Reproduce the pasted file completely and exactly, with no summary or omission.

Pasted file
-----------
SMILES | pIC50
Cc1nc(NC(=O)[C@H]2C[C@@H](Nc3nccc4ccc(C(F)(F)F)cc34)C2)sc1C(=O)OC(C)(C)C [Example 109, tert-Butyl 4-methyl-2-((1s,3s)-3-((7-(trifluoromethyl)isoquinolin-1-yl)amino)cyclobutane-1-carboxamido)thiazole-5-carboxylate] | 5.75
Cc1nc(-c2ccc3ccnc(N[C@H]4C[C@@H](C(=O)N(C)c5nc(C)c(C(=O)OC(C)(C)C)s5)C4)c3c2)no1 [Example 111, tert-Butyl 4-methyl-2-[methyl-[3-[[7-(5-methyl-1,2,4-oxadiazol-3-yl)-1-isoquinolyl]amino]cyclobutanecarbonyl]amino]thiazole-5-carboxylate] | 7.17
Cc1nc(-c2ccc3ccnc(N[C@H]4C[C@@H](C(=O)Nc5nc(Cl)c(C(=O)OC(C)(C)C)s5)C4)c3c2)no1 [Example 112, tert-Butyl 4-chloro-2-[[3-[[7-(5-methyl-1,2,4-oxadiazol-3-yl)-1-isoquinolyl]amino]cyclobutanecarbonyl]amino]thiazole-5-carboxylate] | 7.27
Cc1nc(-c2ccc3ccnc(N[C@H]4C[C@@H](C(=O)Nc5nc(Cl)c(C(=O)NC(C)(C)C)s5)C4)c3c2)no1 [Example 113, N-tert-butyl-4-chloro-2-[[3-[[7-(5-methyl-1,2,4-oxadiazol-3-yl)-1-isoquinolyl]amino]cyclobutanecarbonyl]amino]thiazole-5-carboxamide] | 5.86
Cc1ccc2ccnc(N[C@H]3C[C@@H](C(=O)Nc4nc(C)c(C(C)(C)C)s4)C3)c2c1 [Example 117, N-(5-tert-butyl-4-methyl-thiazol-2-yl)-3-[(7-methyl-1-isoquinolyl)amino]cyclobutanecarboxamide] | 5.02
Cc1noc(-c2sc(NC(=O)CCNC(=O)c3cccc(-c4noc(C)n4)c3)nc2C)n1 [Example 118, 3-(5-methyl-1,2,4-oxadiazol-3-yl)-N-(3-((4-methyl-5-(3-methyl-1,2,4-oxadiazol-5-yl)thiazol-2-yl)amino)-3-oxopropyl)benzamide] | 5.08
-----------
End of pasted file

SMILES | pIC50
Cc1nc(NC(=O)[C@H]2C[C@@H](Nc3nccc4ccc(C(F)(F)F)cc34)C2)sc1C(=O)OC(C)(C)C [Example 109, tert-Butyl 4-methyl-2-((1s,3s)-3-((7-(trifluoromethyl)isoquinolin-1-yl)amino)cyclobutane-1-carboxamido)thiazole-5-carboxylate] | 5.75
Cc1nc(-c2ccc3ccnc(N[C@H]4C[C@@H](C(=O)N(C)c5nc(C)c(C(=O)OC(C)(C)C)s5)C4)c3c2)no1 [Example 111, tert-Butyl 4-methyl-2-[methyl-[3-[[7-(5-methyl-1,2,4-oxadiazol-3-yl)-1-isoquinolyl]amino]cyclobutanecarbonyl]amino]thiazole-5-carboxylate] | 7.17
Cc1nc(-c2ccc3ccnc(N[C@H]4C[C@@H](C(=O)Nc5nc(Cl)c(C(=O)OC(C)(C)C)s5)C4)c3c2)no1 [Example 112, tert-Butyl 4-chloro-2-[[3-[[7-(5-methyl-1,2,4-oxadiazol-3-yl)-1-isoquinolyl]amino]cyclobutanecarbonyl]amino]thiazole-5-carboxylate] | 7.27
Cc1nc(-c2ccc3ccnc(N[C@H]4C[C@@H](C(=O)Nc5nc(Cl)c(C(=O)NC(C)(C)C)s5)C4)c3c2)no1 [Example 113, N-tert-butyl-4-chloro-2-[[3-[[7-(5-methyl-1,2,4-oxadiazol-3-yl)-1-isoquinolyl]amino]cyclobutanecarbonyl]amino]thiazole-5-carboxamide] | 5.86
Cc1ccc2ccnc(N[C@H]3C[C@@H](C(=O)Nc4nc(C)c(C(C)(C)C)s4)C3)c2c1 [Example 117, N-(5-tert-butyl-4-methyl-thiazol-2-yl)-3-[(7-methyl-1-isoquinolyl)amino]cyclobutanecarboxamide] | 5.02
Cc1noc(-c2sc(NC(=O)CCNC(=O)c3cccc(-c4noc(C)n4)c3)nc2C)n1 [Example 118, 3-(5-methyl-1,2,4-oxadiazol-3-yl)-N-(3-((4-methyl-5-(3-methyl-1,2,4-oxadiazol-5-yl)thiazol-2-yl)amino)-3-oxopropyl)benzamide] | 5.08